Ransomware Gang Allegedly Dumps Rival's Crypto KeysLeak of 3,500 Chimera Crypto Keys Claimed by Petya Ransomware Developers
Honor among thieves? At least in the ransomware space, don't bet on it.
See Also: What is next-generation AML?
Witness the Petya ransomware gang this week claiming to have released 3,500 crypto keys stolen from developers behind the rival Chimera ransomware project.
"If you are a victim of Chimera, please don't delete your encrypted files, because there is a hope that soon you can get your data back."
"It should not be difficult for anti-virus companies to build a decrypter with this informations (sic)," the Petya developers said in a post to Pastebin that includes a dump of the alleged keys, in hex format.
The dump was first announced July 26 via a tweet from @JanusSecretary, which appears to be the handle of the Petya developers.
Security firms have yet to validate whether the alleged RSA private keys are legitimate. But multiple security experts that I've contacted tell me they're aware of the dump and currently reviewing it.
Most ransomware works by forcibly encrypting - or "locking" - important files on a PC, deleting the original copy, then delivering a ransom note offering to exchange a decryption key for bitcoins. Well-prepared victims can wipe their system and restore from an offline backup. Others, however, are often left with the choice between paying the ransom - and funding attackers - or else kissing their data goodbye. But a new public-private effort - a portal called "No More Ransom" - aims to give victims a third option, by providing ransomware decryptors whenever possible. With luck, these keys can be used to decrypt any system that was infected with Chimera, and a related tool made available via the portal.
"Checking if the keys are authentic and writing a decryptor will take some time - but if you are a victim of Chimera, please don't delete your encrypted files, because there is a hope that soon you can get your data back," security researchers at Malwarebytes say in a blog post.
Developers Claims to Have Hacked Rival
The Petya Pastebin post also sheds light on how the alleged encryption keys were obtained. "Like the analysts already detected, Mischa uses parts of the Chimera source [code]," the post reads. "We are NOT connected to the people behind Chimera. Earlier this year we got access to big parts of their deveolpment (sic) system, and included parts of Chimera in our project."
On a related note, Chimera appears to now be defunct, according to the Bleeping Computer anti-ransomware forum.
Petya's 'GoldenEye' Play
The Petya gang is using the new Chimera crypto key dump to advertise its RaaS - ransomware as a service - offering. Under such programs, developers typically take a cut of all profits generated by subscribers.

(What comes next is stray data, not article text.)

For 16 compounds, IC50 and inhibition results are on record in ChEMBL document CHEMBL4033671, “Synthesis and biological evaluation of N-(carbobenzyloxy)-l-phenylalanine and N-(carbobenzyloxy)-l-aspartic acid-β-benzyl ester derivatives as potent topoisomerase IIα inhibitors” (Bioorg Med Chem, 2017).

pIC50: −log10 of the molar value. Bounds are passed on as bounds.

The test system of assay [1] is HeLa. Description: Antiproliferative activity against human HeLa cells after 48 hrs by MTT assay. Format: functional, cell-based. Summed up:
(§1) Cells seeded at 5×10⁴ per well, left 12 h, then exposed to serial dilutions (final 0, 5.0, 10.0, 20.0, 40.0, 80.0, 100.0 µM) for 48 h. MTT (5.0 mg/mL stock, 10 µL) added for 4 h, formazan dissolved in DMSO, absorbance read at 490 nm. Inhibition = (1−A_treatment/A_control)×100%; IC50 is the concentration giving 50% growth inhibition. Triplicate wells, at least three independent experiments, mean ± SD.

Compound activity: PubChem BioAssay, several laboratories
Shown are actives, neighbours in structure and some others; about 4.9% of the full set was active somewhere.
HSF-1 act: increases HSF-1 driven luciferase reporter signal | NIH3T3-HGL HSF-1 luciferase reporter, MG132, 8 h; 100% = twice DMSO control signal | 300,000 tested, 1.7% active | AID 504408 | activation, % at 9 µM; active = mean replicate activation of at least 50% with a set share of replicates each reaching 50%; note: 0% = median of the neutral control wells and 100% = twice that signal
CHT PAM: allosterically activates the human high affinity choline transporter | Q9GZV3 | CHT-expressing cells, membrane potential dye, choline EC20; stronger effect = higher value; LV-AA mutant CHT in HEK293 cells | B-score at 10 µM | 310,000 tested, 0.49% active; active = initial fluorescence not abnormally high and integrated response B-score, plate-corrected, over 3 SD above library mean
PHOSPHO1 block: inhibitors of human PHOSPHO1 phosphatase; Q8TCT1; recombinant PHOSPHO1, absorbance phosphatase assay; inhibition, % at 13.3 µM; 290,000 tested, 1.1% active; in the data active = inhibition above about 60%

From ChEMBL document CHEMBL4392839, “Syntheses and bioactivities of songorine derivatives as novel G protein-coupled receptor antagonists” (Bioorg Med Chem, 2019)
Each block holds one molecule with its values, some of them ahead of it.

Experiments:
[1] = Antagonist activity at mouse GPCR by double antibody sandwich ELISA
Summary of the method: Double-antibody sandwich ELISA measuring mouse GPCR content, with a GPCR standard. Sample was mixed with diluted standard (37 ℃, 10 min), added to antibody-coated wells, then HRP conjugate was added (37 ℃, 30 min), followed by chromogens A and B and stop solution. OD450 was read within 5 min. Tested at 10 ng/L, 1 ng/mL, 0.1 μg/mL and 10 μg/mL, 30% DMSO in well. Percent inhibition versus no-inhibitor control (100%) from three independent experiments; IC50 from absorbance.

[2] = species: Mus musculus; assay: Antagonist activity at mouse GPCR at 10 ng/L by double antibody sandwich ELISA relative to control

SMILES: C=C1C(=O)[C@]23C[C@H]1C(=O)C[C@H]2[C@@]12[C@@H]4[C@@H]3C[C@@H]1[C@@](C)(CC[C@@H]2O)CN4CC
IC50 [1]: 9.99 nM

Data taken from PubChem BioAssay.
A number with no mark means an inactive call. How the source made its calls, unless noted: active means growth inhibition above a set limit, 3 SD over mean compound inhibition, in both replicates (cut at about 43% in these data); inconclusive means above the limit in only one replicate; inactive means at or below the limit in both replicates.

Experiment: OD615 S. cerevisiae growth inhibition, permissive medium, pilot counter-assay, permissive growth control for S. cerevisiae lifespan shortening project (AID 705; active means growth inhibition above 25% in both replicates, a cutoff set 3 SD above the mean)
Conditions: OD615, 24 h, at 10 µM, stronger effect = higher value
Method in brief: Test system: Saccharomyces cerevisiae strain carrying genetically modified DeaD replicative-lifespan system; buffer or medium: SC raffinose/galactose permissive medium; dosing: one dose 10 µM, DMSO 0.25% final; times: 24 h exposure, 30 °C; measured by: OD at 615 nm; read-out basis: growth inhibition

It's also notable that Petya claims to have leaked a rival's keys, since the group appeared to have fumbled its own crypto earlier this year. The gang was spreading Petya - a.k.a. Petr - ransomware, in part by spamming German-speaking HR managers with fake resumes for job candidates, according to Fedor Sinitsyn, a malware analyst at security firm Kaspersky Lab.
In April, however, security researchers were able to release a tool that could decrypt files that had been encrypted by Petya, due to a weakness in developers' encryption implementation. Of course, ransomware developers will typically fix their mistakes as quickly as possible to try to maximize their ransom haul.
As expected, the Petya gang quickly returned with an updated version of Petya, as well as another malicious payload, called Mischa. Both of those pieces of ransomware are named after satellites featured in the James Bond movie "GoldenEye."
In recent months, the gang has begun using a malware dropper that attempts to run an executable on a victim's PC, which on systems that have User Account Control enabled will generate a pop-up asking if a user wants to allow a program to make changes to their computer, Malwarebytes analyst "hasherezade" says in a blog post. If the user clicks "yes," then the dropper will have bypassed UAC, obtained administrator-level access rights, and can install the latest version of Petya, which infects the master boot record. If the dropper can't bypass UAC, it attempts to instead install Mischa.
Ransomware Defense: UAC
One moral to the Petya ransomware infection story is that enterprises need to enable UAC to help block infections by any form of malware. "If the user launches the malicious executable file Petya, Windows will show the standard UAC request for privilege escalation," Sinitsyn of Kaspersky Lab says in a blog post. "If the system has been properly configured by the system administrators - i.e. UAC is enabled, and the user is not working from an administrator account - the Trojan won't be able to run any further."
Otherwise, users might give ransomware carte blanche access to crypto-lock their files or even lock down their entire operating system. "Unfortunately, a user who has the privileges to agree to a UAC request often underestimates the potential risks associated with launching unknown software with elevated rights," Sinitsyn says.